Archive for November, 2011

November 22, 2011

‘World’s Best Dark Ale’ only available in Ontario


Unibroue brewmaster Jerry Vietz and BeerBistro chef Michelle Usprech toast to the release of Grand Reserve 17 to LCBO stores. (Julia Pelish photo)

TORONTO — You don’t know Jerry Vietz, but if you like beer he’s no doubt brought joy into your life. Vietz is the brewmaster of Canada’s most acclaimed craft brewer, Unibroue, which will exhaust you of superlatives if you try to describe what its roster of beers has meant for the international reputation of Canadian brewing.

Since debuting with Blanche de Chambly in 1992, Unibroue has delivered flavourful, Belgian-style ales that stand up to Trappist stalwarts like Huyghe Brewery’s Delirium Tremens and Rochefort’s top brews. It’s also earned all the accolades to live up to its stature as one of the best breweries on the planet. La Fin du Monde, the top-selling Unibroue beer in the U.S., has won five platinum and six gold medals from the Chicago Beverage Tasting Institute’s World Beer Championships, and Unibroue beers have won 152 awards overall.

On Wednesday, Vietz was at BeerBistro in Toronto to unveil perhaps Unibroue’s finest creation, Grand Reserve 17, which in 2010 was named the World’s Best Dark Ale from the annual World Beer Awards in London. About 30 of us were invited to the event that also featured servings of BeerBistro chef Michelle Usprech’s Unibroue-infused cuisine and a special serving of a Christmas ale Vietz first made in his home. It’s not a surprise that Grand Reserve 17 is a delicious beer, what you will raise your eyebrow at, though, is how light it feels on your palate. Rather than a thick, rich ale like Maudite that announces the intent of its 8-percent alcohol content upon the first sip, Grand Reserve 17 is immensely smooth and easy to drink. It costs $9.95 for a 750-millilitre bottle and is available only at LCBO stores.

This beer with 10-percent alcohol content was the first Vietz created when he took over as brewmaster in 2007, after working at the brewery for more than four years. He calls Grand Reserve 17 “my baby.”

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November 17, 2011

Cool Copenhagen gives Toronto a treat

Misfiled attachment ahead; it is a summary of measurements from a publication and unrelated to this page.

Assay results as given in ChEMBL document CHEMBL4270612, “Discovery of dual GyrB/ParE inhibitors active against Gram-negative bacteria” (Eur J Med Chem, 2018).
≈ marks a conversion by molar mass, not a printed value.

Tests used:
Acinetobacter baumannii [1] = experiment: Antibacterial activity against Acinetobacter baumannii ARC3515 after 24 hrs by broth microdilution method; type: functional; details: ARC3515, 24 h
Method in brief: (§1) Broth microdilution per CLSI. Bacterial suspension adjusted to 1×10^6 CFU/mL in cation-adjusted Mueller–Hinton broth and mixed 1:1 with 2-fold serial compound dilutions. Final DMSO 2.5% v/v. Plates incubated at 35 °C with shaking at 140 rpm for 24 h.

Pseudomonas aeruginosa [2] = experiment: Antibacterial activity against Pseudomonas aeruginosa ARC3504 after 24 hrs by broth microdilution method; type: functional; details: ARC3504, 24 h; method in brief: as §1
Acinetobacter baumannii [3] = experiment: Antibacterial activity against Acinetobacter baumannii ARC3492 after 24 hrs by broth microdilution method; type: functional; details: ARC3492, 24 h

kings garden copenhagen

A walk through pristine King's Garden is one reason to visit Copenhagen. (Julia Pelish photo)

The Danes in Copenhagen sure know how to do things right.

They’ve got the best restaurant in the world, some of its finest architecture and a public transportation system any Torontonian would envy. On Tuesday, about 100 of us received the opportunity to enjoy an exceptional evening at the Gardiner Museum, where our province’s own phenom chef, Jamie Kennedy, teamed with one of Copenhagen’s greats, Paul Cunningham, to deliver a meal worthy of an award itself.

Called “Cool Copenhagen,” the night was about filling in guests on the splendour of life in Denmark’s capital while indulging in some top-notch cuisine and first-rate music by A Friend in London, who are in Mississauga recording their debut album and have a growing fan base in Ontario.

Kennedy started things off with a silky soup featuring pumpkin and sunchokes (or Jerusalem artichokes) harvested from his Prince Edward County farm on Monday. A sunchoke chip that crackled with flavour topped the dish, a terrific opener that was followed by the meal’s highlight: the Cunningham-prepared smoked mackerel and parsley salad that was salty and textured. The choice of fish was typically Danish (“we try not to overfish salmon and cod,” the Michelin-starred Cunningham told guests) but the presentation and flavours were distinct. Kennedy’s main course of Roast and Confit of Pork was served with brussels sprouts and beans from his farm. The roast pork was fabulous, with the tenderness of well-marinated duck and juicy flavours. Cunningham finished things with an interesting dessert of goat’s milk sorbet with a herb meringue that featured Chinese medicinal herbs as well as parsley and thyme. It was refreshing and impressively inventive.